SSDI is funded through payroll taxes. That is why you must have worked and paid taxes in order to qualify. If you meet the eligibility requirements for SSDI, then you will be approved for benefits.
Is There an Asset or Income Limit for SSDI?
If you are considering applying for Social Security disability benefits, you may be worried that you won’t qualify if you own a house or have a lot of money in the bank. In this situation, you probably would not qualify for SSI. However, you may still be eligible for SSDI.
The Social Security Administration does not limit the amount of resources, assets, or cash that a person can own for the SSDI program. In fact, you can be very wealthy and still qualify for SSDI.
However, to be eligible for SSDI, you must meet the definition of disabled. This includes proof that you are unable to engage in substantial gainful activity (SGA). This effectively acts as a type of income limit for SSDI. In 2023, you cannot earn more than $1,470 per month (or $2,460 if you are blind) and still qualify for SSDI.
Importantly, this income limit only applies to income that you earn from working. Remember: the Social Security Administration requires proof that you are unable to work due to a disability, using SGA as a guideline. If you have income from sources other than working or self-employment, then it will not be considered for SSDI purposes.
Generally, any type of unearned income will not be counted towards SGA for SSDI. Unearned income may include things like interest on investments, pension payments, veterans’ disability payments, or unemployment benefits. In other words, if you receive any type of income from a source other than working, you can still apply for and potentially be approved for SSDI.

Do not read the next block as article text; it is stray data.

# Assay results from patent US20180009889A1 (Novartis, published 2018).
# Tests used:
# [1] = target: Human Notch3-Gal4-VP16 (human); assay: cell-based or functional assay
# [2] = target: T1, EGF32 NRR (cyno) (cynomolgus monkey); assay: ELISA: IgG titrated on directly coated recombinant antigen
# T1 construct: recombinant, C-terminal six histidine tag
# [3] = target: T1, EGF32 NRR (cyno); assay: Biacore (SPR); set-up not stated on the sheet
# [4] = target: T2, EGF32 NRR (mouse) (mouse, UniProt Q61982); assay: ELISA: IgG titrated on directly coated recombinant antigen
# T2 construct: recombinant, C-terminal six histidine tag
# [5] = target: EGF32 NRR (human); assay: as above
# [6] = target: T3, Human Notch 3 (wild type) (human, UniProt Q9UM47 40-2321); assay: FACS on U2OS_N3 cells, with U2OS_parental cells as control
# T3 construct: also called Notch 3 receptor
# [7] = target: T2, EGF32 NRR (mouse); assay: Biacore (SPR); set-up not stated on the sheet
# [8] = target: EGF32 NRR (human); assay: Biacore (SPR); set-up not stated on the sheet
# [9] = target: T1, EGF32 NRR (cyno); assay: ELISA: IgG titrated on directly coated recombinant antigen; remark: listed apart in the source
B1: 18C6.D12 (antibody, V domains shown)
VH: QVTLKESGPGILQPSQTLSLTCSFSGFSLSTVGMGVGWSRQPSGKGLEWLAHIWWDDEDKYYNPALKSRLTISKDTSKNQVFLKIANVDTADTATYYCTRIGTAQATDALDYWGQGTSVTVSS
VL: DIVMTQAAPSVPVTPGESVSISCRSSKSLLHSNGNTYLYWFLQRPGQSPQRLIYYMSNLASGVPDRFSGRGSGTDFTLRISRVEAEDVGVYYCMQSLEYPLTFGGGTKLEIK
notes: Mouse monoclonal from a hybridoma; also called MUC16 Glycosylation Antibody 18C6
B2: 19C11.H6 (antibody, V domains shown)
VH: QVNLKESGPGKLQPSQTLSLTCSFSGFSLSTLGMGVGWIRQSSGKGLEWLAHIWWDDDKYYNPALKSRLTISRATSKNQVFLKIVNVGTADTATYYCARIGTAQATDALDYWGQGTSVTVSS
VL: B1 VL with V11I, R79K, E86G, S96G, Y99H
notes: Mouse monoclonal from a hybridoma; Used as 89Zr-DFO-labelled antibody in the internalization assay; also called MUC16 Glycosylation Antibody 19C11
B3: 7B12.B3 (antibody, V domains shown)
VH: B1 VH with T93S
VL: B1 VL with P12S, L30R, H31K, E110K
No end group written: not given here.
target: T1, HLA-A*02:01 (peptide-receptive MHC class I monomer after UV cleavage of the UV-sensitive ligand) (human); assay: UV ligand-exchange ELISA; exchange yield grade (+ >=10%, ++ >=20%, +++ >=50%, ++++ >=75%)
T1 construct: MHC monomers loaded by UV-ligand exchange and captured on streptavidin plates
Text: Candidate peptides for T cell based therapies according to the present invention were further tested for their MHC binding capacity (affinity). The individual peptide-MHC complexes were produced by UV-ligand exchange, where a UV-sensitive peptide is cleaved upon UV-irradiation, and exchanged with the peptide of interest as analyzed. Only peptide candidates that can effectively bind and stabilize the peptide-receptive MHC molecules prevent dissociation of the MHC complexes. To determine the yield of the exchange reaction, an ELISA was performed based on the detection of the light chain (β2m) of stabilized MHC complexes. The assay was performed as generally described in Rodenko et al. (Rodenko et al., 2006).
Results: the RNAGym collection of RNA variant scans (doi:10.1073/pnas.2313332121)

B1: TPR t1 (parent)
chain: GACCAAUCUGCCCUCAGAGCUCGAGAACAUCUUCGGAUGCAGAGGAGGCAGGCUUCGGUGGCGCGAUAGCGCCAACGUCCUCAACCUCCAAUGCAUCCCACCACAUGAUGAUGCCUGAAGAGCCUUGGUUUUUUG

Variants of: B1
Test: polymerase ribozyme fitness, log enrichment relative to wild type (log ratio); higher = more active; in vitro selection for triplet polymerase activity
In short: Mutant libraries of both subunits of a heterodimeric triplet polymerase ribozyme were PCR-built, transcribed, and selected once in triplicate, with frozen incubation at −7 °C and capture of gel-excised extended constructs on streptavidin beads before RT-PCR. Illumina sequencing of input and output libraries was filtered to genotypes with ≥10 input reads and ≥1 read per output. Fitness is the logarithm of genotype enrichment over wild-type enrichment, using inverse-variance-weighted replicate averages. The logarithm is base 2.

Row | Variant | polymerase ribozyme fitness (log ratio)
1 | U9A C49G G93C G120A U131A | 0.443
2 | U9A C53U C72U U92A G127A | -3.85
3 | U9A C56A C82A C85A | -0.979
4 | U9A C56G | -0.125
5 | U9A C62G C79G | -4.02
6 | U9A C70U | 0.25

How Bross & Frankel Can Help
The rules surrounding Social Security disability are complicated and can be confusing. Many people are overwhelmed trying to figure out which program they may qualify for and what they have to do to get benefits. Our law office can work with you to help you understand your options, and then apply for disability.
Bross & Frankel is dedicated to advocating for people with disabilities throughout New Jersey and Pennsylvania. We offer free initial consultations for all prospective clients so that you have a better understanding of your rights. To learn more or to schedule a claim review with a New Jersey Social Security disability attorney, give us a call at 866-311-3786 or fill out our online contact form.
Rich Frankel is the managing partner of Bross & Frankel. He is a member of the New Jersey and Pennsylvania bars. He has focused exclusively on disability and social security benefits since 2005.
Mr. Frankel joined what is now Bross & Frankel after having watched his father struggle with disability, fighting a lengthy illness. Mr. Frankel founded the firm’s veteran’s law practice and substantially grew the social security disability practice, focusing Bross & Frankel’s ability to fight for all of the disability benefits available to his clients.
Mr. Frankel additionally fights for clients in court, obtaining frequent victories in Social Security appeals and against insurance companies in Federal court.